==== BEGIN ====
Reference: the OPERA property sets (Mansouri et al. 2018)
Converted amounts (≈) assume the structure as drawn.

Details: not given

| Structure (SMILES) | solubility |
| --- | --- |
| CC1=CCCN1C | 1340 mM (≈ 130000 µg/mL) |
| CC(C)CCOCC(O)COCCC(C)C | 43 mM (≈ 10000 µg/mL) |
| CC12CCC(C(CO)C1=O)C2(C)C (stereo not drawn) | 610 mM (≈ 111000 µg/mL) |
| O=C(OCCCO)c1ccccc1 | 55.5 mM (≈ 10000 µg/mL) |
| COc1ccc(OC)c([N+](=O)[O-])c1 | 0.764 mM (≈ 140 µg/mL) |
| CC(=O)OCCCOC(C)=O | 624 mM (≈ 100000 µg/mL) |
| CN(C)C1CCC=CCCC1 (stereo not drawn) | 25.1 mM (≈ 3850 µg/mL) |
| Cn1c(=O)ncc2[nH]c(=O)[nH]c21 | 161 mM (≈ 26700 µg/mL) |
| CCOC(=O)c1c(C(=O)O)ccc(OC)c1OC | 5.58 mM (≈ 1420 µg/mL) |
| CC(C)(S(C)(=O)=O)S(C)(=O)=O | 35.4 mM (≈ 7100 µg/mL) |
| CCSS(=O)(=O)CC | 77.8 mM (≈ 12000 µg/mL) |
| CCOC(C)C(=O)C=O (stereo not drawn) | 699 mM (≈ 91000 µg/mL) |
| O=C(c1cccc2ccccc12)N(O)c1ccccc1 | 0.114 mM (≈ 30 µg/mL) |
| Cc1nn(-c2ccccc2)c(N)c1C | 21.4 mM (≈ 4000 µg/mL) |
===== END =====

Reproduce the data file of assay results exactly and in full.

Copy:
Reference: the OPERA property sets (Mansouri et al. 2018)
Converted amounts (≈) assume the structure as drawn.

Details: not given

| Structure (SMILES) | solubility |
| --- | --- |
| CC1=CCCN1C | 1340 mM (≈ 130000 µg/mL) |
| CC(C)CCOCC(O)COCCC(C)C | 43 mM (≈ 10000 µg/mL) |
| CC12CCC(C(CO)C1=O)C2(C)C (stereo not drawn) | 610 mM (≈ 111000 µg/mL) |
| O=C(OCCCO)c1ccccc1 | 55.5 mM (≈ 10000 µg/mL) |
| COc1ccc(OC)c([N+](=O)[O-])c1 | 0.764 mM (≈ 140 µg/mL) |
| CC(=O)OCCCOC(C)=O | 624 mM (≈ 100000 µg/mL) |
| CN(C)C1CCC=CCCC1 (stereo not drawn) | 25.1 mM (≈ 3850 µg/mL) |
| Cn1c(=O)ncc2[nH]c(=O)[nH]c21 | 161 mM (≈ 26700 µg/mL) |
| CCOC(=O)c1c(C(=O)O)ccc(OC)c1OC | 5.58 mM (≈ 1420 µg/mL) |
| CC(C)(S(C)(=O)=O)S(C)(=O)=O | 35.4 mM (≈ 7100 µg/mL) |
| CCSS(=O)(=O)CC | 77.8 mM (≈ 12000 µg/mL) |
| CCOC(C)C(=O)C=O (stereo not drawn) | 699 mM (≈ 91000 µg/mL) |
| O=C(c1cccc2ccccc12)N(O)c1ccccc1 | 0.114 mM (≈ 30 µg/mL) |
| Cc1nn(-c2ccccc2)c(N)c1C | 21.4 mM (≈ 4000 µg/mL) |